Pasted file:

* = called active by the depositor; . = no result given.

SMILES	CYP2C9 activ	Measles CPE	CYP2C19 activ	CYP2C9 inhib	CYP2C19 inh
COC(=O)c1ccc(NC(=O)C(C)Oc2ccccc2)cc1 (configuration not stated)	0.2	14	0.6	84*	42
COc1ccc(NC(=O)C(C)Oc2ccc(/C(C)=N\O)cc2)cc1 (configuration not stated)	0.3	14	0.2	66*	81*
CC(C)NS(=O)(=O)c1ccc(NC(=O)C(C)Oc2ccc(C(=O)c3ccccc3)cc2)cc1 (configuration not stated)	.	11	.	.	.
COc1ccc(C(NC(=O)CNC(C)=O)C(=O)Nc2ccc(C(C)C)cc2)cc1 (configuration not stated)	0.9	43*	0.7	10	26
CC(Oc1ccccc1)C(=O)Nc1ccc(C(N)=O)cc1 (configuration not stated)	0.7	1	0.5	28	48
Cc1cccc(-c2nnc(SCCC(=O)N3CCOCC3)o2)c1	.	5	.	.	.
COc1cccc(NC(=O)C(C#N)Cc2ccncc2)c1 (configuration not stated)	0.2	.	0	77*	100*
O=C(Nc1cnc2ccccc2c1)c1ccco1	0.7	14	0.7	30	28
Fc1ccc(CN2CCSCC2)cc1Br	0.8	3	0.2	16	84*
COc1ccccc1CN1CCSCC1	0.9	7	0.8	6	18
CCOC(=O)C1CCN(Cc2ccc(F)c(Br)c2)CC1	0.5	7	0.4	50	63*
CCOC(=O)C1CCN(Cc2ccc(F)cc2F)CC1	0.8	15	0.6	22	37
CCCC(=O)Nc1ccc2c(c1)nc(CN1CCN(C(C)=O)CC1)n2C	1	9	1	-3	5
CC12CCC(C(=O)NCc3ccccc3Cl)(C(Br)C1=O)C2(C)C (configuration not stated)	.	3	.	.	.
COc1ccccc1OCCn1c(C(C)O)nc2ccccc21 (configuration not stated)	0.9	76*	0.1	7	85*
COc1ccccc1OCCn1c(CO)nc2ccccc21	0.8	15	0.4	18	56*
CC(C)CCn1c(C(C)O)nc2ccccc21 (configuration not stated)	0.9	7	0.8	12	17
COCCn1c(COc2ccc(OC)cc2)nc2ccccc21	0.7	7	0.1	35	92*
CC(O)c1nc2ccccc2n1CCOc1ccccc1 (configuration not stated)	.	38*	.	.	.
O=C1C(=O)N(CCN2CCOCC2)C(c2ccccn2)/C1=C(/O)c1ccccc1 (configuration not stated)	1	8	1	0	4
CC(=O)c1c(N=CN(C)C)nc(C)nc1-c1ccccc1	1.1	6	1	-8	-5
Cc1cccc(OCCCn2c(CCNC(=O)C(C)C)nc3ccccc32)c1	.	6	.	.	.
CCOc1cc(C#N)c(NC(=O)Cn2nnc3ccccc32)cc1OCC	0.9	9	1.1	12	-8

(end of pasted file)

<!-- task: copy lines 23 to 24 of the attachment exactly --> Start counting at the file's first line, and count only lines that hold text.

CC(=O)c1c(N=CN(C)C)nc(C)nc1-c1ccccc1	1.1	6	1	-8	-5
Cc1cccc(OCCCn2c(CCNC(=O)C(C)C)nc3ccccc32)c1	.	6	.	.	.